Vegetarian energy foods for growing kids, active teens, and those with fast-paced metabolisms Book store shelves are stocked with “Eat more, weigh less” nutrition books, but little is written on healthy ways to increase your caloric intake. Enter vegetarian energy foods; vegetarian diets, particularly vegan diets, tend to have low calorie intakes because of their low fat and high fibre contents. There are many cases where “high octane” foods are required to accommodate high energy demands. Those engaged in physical sports have increased energy needs ranging from 2000 to 6000 calories per day. Others such as pregnant women may easily meet their energy needs but may not necessarily meet nutrient requirements unless some attention is given to nutrient-dense foods. Even children, with limited stomach capacities have high nutrient requirements. Big breakfasts granola-type cereal with soy milk, dates, figs, and other dried or fresh fruit. banana soy milk smoothies with tahini or almond, cashew or sunflower butter added nut butter, such as almond or cashew, with banana on whole grain toast and juice pancakes with sliced fruit, walnuts, non-hydrogenated margarine and maple syrup whole grain muffins with tahini & honey spread, banana and juice Lay it on for lunch hummus in… Read More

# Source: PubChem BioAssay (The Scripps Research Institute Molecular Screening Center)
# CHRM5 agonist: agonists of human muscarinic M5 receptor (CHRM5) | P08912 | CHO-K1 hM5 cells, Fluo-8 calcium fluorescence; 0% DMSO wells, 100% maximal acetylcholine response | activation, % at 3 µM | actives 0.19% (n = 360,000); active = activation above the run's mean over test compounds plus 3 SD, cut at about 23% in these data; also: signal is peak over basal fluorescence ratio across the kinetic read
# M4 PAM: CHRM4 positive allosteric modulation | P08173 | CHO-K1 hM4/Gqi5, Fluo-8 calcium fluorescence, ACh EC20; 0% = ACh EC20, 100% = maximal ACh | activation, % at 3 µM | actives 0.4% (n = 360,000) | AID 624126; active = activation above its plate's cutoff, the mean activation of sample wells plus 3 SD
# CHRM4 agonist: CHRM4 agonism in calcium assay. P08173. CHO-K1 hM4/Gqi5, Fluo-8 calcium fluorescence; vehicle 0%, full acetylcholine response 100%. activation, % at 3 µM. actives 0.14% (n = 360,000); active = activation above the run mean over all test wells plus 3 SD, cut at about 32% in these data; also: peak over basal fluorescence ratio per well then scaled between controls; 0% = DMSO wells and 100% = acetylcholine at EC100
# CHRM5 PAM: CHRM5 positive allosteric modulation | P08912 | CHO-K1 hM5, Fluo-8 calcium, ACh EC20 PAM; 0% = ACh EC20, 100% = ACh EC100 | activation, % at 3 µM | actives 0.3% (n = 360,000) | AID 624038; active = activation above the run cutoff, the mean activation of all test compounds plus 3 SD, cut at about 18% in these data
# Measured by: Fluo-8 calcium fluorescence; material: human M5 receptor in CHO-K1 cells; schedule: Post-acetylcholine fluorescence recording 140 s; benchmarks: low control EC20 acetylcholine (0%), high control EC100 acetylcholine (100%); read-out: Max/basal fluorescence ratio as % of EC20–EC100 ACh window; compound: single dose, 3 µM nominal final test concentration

Filed under: Eat Veg Healthy Living Nutrition Resource Centre Vegan & Vegetarian Cooking Tips

Dairy-free calcium sources

Written by Bonnie Kumer, R.D. and Nicole Hambleton    No bones about it, vegetarians can maintain healthy calcium stores on a dairy-free diet. Eating a calcium-rich, vegan diet just takes a little knowledge about calcium requirements, an understanding of calcium absorption, avoidance of calcium thieves and a bit of menu planning. How much calcium do we really need? The amount of calcium recommended as the RNI (Required Nutritional Intake): Women 1000 mg/day Women 50+ 1200-1500 mg/day Men 1000 mg/day These requirements take into account the negative effects of protein and sodium on calcium balance. Calcium absorption levels of plant foods Deep green vegetables (broccoli, Brussel sprouts, Chinese and green cabbage, kale, kohlrabi, etc.) 50-70% Milk 32% Almonds 21% Beans 17% Spinach, cooked 5% Studies have shown that the calcium in kale, bok choy, broccoli and other green leafy vegetables as well as tofu (set with calcium sulfate or calcium chloride) is absorbed at a rate equal to or greater than milk. The role of protein Animal protein (beef, poultry, fish, and egg) causes calcium to be excreted in the urine. A person following a diet that does not include animal protein may have lowered calcium needs. For example,… Read More


Filed under: Eat Veg Healthy Living Nutrition Resource Centre